Senate lets Australia down by voting no to University reforms

The Senate has blocked the federal government’s proposed deregulation of universities for a second time, after Education Minister Christopher Pyne failed to win over crucial crossbenchers.

But Mr Pyne – who has nominated himself “a fixer” when it comes to education policy – has refused to bow to the upper house, vowing to push ahead with his plan to deregulate fees.

His scaled-back legislation failed 34 to 30 on Tuesday evening, with all but three opposition senators voting down the proposal.

The minister has promised to bring the reforms back before parliament, pledging to work with the crossbench and anyone who wanted to be part of a constructive discussion.

The Senate’s refusal to pass the Government’s Higher Education funding package will have long-lasting repercussions for students, and the Australian economy.

Group of Eight Chief Executive Vicki Thomson said it was “disappointing” the Senate voted down the legislation.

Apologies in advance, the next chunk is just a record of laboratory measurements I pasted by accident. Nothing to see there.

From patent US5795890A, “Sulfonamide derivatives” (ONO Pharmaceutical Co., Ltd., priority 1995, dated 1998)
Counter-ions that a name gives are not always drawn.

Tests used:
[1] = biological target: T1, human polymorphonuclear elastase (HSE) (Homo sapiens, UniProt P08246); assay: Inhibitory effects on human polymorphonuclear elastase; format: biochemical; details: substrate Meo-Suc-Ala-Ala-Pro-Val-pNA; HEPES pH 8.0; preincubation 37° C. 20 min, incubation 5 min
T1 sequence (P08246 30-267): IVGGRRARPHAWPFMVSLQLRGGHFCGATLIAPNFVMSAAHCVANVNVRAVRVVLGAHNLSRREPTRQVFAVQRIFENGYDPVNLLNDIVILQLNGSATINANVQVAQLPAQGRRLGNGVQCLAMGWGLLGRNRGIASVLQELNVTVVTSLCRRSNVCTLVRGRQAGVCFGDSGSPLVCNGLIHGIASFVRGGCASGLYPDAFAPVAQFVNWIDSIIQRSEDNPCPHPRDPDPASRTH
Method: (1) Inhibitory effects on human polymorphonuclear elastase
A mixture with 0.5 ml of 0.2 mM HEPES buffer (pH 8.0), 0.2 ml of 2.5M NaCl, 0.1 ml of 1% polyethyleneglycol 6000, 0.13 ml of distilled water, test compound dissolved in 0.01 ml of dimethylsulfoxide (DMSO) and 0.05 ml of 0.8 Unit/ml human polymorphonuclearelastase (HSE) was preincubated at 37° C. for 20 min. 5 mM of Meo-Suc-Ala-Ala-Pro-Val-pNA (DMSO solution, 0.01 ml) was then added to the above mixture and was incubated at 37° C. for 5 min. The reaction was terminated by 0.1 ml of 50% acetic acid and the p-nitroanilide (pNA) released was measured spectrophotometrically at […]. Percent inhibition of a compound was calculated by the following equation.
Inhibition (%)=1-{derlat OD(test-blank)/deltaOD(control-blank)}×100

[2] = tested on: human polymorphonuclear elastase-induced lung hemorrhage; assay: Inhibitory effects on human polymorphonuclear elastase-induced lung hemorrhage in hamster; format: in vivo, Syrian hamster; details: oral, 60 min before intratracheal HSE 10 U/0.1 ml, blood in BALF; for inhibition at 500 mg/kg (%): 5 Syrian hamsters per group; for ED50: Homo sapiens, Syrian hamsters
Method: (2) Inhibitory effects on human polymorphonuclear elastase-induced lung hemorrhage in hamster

“It has been sad and depressing to see a legislative package so crucial to our nation’s future become a political football,” says Group of Eight Chief Executive Vicki Thomson.

“Many Senators acknowledge that the funding of our Universities is not sustainable. Noting this,  it is disappointing that the Opposition and the cross benchers still refused to vote for the legislation.

Ms Thomson said the nation’s third largest export industry was being placed at risk.  “Our quality is what makes us a student destination. Our quality is what makes our graduates sought after here and overseas. That quality cannot be maintained with current funding.

“The problem won’t go away. It will only get worse.  The Higher Education sector must have a long-term sustainable solution to current funding problems. What we are left to manage is a broken system, one where there is a deregulated intake of students but a regulated fee structure and much reduced Government funding. It simply cannot work.”

“It is now important that alternatives which address the critical issues facing the sector and our students are considered by our political leaders,” said Ms Thomson.

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About the Author: Akhtar Jamal

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